The Company of Women
Since the rise and predominance of the art novel, the documentary aspect of fiction—regarded in the nineteenth century as a major strength of the genre—has figured little in critical discourse except among Marxists. Yet, stubbornly, the appeal of the documentary persists—and not only among unsophisticated readers. It is an impurity that cannot be strained out by the most finely textured filter of linguistically based criticism. Just as readers were once eager to be told what it is like to live in a coal mining town or to work in a grog shop in a Paris slum or to make one’s way up as a businessman in Boston, so we still yearn for the revelation of modes of existence that are relatively unfamiliar, even when they involve large numbers of people living in our midst.
Too often, of course, the fiction that in these days gratifies that yearning has no literary pretensions whatsoever, What is it like to have grown up in an Irish-Catholic neighborhood in Queens, in a house that “had always been full of priests”? An exotic way of life? Hardly—except perhaps to the excessively secularized purveyors and consumers of “serious” literary culture. Yet I suspect that the careful. Yet I suspect that the careful, indeed loving, documentation of the mores of this world, arousing as it does the staring curiosity of the outsider and the pained or delighted recognition of the insider, had a good deal to do with the popular success of Mary Gordon’s first novel, Final Payments.
Fortunately for her reputation, there was much more to the novel than that. Though imperfectly resolved, Final Payments is clearly the work of a gifted novelist, a writer whose stylistic attainments are on a level with her intelligence and insight. The story of the venturing into life of a “good Catholic girl” of thirty, who had devoted the previous eleven years to the unremitting care of her once formidable, then invalided, father, was in itself moving, and the moral perplexities she faced were handled with subtlety, humor, and compassion until the plot took a melodramatic turn that damaged the credibility of the last third of the book. Her new novel, The Company of Women, is likewise a fascinating document, likewise a work at once excellent and flawed. Though it is to some degree a reworking of the themes of the earlier novel, The Company of Women is, in its structure and scope, a very different sort of book.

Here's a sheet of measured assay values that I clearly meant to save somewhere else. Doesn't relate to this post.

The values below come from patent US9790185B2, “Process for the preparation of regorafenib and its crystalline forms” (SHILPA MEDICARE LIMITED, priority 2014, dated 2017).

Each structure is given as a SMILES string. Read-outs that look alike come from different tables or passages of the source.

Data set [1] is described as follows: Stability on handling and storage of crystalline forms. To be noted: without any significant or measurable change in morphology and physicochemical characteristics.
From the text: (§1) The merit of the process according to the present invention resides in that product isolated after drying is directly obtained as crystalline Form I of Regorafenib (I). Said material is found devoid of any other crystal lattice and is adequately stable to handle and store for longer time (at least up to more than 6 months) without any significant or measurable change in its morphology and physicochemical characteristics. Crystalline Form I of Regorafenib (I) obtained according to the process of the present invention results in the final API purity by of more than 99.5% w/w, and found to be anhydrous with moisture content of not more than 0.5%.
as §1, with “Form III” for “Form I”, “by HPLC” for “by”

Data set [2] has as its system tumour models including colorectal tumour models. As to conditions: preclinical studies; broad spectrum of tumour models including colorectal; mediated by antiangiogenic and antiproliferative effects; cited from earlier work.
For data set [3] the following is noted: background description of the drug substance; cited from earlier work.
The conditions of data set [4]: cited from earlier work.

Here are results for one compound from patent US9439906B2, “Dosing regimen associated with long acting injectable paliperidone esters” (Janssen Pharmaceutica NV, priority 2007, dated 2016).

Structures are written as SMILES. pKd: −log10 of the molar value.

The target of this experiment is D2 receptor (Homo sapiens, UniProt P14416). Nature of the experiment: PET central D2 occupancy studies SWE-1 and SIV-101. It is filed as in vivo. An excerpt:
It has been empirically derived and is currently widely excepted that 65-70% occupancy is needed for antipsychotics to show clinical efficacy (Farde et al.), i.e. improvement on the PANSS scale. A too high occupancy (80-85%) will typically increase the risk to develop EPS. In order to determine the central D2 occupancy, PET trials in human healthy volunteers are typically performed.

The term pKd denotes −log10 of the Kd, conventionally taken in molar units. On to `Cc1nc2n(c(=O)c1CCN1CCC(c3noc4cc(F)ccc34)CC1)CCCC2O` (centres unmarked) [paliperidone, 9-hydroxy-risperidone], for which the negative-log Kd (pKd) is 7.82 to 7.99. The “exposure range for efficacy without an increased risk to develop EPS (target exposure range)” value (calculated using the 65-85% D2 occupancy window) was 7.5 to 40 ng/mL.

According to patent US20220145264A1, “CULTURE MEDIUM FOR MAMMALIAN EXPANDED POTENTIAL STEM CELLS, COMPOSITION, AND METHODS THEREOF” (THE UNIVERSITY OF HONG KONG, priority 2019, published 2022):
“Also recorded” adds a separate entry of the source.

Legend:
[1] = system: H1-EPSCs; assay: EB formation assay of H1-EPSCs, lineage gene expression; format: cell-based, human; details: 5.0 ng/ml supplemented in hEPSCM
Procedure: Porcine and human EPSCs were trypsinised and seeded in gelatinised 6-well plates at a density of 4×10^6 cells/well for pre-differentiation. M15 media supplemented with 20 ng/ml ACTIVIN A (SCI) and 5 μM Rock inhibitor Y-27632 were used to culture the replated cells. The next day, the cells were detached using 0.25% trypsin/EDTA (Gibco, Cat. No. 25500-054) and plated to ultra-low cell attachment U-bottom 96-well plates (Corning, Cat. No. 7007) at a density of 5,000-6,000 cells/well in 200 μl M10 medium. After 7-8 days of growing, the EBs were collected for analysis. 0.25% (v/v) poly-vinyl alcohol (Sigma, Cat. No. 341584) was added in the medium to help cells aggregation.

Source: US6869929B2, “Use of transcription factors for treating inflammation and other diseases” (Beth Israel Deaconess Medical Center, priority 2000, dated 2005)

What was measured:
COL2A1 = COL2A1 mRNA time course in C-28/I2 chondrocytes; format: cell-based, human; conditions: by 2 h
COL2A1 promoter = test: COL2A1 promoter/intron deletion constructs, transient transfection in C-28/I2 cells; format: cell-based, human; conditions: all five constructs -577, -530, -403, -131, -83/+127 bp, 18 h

The company referred to in the title consists of five middle-aged, sexually inactive Catholic women—two virgins, two widows, and the undivorced wife of a hopelessly insane man who had barely consummated his marriage before being institutionalized—permanently. Their status and occupations vary; the robust and wisecracking Charlotte works in an insurance office in Brooklyn; the delicate, impractical Elizabeth teaches school and reads Jane Austen; Clare, the only one with real money, manages a successful leather-goods business inherited from her father; Mary Rose, an usher …
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